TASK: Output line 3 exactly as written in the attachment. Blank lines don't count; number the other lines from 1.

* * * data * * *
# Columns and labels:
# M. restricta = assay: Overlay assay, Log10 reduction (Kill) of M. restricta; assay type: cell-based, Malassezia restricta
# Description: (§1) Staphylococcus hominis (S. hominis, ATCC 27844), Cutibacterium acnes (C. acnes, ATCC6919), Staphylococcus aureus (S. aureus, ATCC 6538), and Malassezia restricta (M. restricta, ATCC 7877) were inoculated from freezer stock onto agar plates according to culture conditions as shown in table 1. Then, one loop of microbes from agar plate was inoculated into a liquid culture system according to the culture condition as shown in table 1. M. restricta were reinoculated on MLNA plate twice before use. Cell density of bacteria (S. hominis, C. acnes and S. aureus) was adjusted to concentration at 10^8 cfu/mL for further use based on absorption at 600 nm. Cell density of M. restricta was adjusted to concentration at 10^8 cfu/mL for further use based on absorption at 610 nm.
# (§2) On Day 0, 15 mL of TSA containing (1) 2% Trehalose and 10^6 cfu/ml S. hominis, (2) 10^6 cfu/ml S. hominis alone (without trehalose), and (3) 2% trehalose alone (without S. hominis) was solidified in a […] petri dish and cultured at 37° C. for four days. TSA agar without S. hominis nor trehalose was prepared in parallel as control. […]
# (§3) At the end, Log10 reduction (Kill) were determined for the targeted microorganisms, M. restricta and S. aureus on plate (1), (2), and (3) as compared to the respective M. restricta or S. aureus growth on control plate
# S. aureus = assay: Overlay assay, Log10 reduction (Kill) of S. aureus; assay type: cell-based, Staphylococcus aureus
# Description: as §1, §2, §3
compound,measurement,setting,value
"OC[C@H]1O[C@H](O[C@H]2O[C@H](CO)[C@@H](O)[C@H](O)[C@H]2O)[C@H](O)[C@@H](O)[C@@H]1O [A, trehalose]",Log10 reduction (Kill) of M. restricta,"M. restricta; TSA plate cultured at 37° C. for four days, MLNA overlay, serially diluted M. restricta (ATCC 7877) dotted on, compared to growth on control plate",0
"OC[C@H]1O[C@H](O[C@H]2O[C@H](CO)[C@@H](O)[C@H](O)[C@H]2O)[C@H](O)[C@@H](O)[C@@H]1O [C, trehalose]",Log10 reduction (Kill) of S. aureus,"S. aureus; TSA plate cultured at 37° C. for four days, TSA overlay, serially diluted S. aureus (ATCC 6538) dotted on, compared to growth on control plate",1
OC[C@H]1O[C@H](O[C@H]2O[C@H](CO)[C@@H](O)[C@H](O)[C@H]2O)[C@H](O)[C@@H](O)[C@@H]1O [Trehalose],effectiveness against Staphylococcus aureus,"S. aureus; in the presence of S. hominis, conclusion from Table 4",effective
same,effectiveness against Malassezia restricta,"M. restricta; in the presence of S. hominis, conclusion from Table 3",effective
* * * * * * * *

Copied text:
# Description: (§1) Staphylococcus hominis (S. hominis, ATCC 27844), Cutibacterium acnes (C. acnes, ATCC6919), Staphylococcus aureus (S. aureus, ATCC 6538), and Malassezia restricta (M. restricta, ATCC 7877) were inoculated from freezer stock onto agar plates according to culture conditions as shown in table 1. Then, one loop of microbes from agar plate was inoculated into a liquid culture system according to the culture condition as shown in table 1. M. restricta were reinoculated on MLNA plate twice before use. Cell density of bacteria (S. hominis, C. acnes and S. aureus) was adjusted to concentration at 10^8 cfu/mL for further use based on absorption at 600 nm. Cell density of M. restricta was adjusted to concentration at 10^8 cfu/mL for further use based on absorption at 610 nm.